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Monday, February 25, 2013

The effect of drinking goals at treatment entry on longitudinal alcohol use patterns among adults with alcohol dependence

Drinking goals at treatment entry are a promising, yet under-studied mechanism of change in alcohol use following treatment. It is not known who, upon treatment entry, is likely to desire abstinence as a drinking goal and whether desiring abstinence as a drinking goal influences alcohol use following treatment.

Data from a 2.5-year longitudinal study of alcohol-dependent adults from 3 treatment sites is examined in a secondary data analysis. At treatment entry, participants reported sociodemographic and clinical characteristics, as well as whether they desired abstinence as a drinking goal or not. At each subsequent wave, participants reported their alcohol use.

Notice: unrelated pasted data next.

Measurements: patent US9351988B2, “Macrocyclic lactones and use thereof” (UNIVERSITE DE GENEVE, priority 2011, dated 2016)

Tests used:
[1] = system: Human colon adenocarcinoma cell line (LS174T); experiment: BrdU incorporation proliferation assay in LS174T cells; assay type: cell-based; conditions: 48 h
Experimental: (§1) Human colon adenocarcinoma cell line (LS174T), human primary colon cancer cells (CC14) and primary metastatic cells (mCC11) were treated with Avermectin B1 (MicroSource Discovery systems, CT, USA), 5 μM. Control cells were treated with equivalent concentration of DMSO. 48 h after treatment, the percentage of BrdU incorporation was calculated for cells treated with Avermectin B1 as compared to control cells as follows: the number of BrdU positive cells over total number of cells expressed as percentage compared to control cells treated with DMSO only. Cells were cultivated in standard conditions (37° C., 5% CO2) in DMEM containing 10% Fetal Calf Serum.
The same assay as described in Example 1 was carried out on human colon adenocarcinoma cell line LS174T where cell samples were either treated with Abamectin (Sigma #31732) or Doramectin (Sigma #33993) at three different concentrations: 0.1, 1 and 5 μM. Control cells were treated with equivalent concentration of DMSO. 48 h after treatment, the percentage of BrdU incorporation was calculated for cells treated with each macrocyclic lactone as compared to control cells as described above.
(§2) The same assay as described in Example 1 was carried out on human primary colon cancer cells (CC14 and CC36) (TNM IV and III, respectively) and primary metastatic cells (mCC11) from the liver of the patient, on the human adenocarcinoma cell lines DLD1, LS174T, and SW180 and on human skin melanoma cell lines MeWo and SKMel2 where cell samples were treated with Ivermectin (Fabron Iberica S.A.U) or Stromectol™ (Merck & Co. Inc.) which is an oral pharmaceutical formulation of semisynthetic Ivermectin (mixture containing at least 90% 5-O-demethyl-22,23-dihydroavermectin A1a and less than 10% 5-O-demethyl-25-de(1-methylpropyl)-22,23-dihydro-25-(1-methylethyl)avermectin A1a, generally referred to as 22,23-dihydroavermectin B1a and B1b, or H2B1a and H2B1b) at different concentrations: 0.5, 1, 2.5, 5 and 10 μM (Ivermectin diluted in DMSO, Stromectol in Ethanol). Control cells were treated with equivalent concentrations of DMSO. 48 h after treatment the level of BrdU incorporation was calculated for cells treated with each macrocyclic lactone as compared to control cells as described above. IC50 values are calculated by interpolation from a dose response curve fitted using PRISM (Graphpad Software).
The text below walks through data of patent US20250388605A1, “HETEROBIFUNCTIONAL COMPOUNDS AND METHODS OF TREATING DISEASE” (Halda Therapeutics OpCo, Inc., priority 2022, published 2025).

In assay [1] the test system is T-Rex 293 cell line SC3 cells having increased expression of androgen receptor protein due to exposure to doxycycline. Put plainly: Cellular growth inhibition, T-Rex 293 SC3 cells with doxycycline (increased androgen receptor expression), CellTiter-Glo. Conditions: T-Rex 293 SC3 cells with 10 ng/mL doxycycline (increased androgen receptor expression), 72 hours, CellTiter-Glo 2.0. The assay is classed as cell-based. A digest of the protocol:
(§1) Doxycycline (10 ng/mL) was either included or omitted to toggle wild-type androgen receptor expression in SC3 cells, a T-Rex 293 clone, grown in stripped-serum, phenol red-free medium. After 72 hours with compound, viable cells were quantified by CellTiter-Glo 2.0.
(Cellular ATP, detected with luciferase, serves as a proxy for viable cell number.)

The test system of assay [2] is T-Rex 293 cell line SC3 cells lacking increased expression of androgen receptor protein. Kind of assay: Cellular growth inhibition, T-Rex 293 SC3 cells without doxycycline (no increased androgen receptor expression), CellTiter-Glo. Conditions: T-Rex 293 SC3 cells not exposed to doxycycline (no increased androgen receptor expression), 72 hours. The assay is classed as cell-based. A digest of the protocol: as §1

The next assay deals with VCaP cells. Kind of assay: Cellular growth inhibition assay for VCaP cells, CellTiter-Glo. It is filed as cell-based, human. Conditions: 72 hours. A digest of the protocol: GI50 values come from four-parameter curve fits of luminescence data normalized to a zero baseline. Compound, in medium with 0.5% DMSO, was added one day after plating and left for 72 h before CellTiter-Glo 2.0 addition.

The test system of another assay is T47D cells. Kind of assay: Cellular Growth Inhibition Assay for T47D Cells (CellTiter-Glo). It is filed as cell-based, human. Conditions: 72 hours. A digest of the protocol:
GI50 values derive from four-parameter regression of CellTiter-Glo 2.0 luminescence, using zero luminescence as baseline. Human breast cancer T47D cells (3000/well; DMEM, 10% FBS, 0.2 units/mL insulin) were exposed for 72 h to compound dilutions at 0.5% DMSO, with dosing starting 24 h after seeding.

Bivariate analyses showed that individuals from a VA outpatient treatment site, men, and racial or ethnic minorities were most likely to desire abstinence as a drinking goal at treatment entry. Multi-level mixed effects regression models indicated that individuals who at baseline desired abstinence as a drinking goal sustained higher percentage of days abstinent and higher percentage of days since last drink 2.5 years following treatment entry, compared to individuals who did not desire abstinence.

Understanding who is most likely to desire the specific drinking goal of abstinence can assist clinicians in anticipating client response to goal setting. Furthermore, by understanding the benefits and risks associated with drinking goals, clinicians can focus attention to individuals who desire a more risk-laden goal, including goals of non-abstinence, and tailor interventions, including motivational interviewing techniques, to support effective goals.

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